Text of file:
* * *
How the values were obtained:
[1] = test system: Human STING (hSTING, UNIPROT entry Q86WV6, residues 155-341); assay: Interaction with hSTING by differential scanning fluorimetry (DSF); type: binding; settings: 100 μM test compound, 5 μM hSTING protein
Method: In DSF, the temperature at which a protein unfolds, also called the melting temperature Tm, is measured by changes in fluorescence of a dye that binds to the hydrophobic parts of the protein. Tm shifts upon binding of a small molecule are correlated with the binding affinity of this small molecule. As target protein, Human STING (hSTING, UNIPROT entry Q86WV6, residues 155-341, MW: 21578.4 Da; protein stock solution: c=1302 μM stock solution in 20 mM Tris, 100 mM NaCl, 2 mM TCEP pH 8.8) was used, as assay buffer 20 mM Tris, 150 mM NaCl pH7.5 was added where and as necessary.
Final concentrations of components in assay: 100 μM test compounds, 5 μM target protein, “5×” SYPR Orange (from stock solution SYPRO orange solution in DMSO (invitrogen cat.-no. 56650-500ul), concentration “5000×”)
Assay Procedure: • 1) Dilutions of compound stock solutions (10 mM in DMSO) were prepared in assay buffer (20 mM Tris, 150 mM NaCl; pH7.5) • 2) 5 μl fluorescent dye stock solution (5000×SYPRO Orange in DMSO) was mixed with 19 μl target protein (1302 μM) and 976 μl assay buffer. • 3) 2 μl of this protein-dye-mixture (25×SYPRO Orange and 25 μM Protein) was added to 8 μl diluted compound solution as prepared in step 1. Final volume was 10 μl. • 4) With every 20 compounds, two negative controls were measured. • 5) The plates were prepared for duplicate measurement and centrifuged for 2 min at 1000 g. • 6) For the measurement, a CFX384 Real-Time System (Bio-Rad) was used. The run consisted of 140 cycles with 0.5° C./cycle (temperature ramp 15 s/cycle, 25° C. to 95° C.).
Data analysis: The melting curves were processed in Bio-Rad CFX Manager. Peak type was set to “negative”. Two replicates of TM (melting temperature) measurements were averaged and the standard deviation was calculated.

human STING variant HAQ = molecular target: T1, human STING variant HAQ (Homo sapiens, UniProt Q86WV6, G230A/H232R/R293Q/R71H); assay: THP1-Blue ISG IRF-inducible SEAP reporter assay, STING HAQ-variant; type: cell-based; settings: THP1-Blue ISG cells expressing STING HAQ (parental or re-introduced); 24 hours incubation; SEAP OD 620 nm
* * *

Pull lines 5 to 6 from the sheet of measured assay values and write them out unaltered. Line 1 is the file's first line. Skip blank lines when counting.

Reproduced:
Assay Procedure: • 1) Dilutions of compound stock solutions (10 mM in DMSO) were prepared in assay buffer (20 mM Tris, 150 mM NaCl; pH7.5) • 2) 5 μl fluorescent dye stock solution (5000×SYPRO Orange in DMSO) was mixed with 19 μl target protein (1302 μM) and 976 μl assay buffer. • 3) 2 μl of this protein-dye-mixture (25×SYPRO Orange and 25 μM Protein) was added to 8 μl diluted compound solution as prepared in step 1. Final volume was 10 μl. • 4) With every 20 compounds, two negative controls were measured. • 5) The plates were prepared for duplicate measurement and centrifuged for 2 min at 1000 g. • 6) For the measurement, a CFX384 Real-Time System (Bio-Rad) was used. The run consisted of 140 cycles with 0.5° C./cycle (temperature ramp 15 s/cycle, 25° C. to 95° C.).
Data analysis: The melting curves were processed in Bio-Rad CFX Manager. Peak type was set to “negative”. Two replicates of TM (melting temperature) measurements were averaged and the standard deviation was calculated.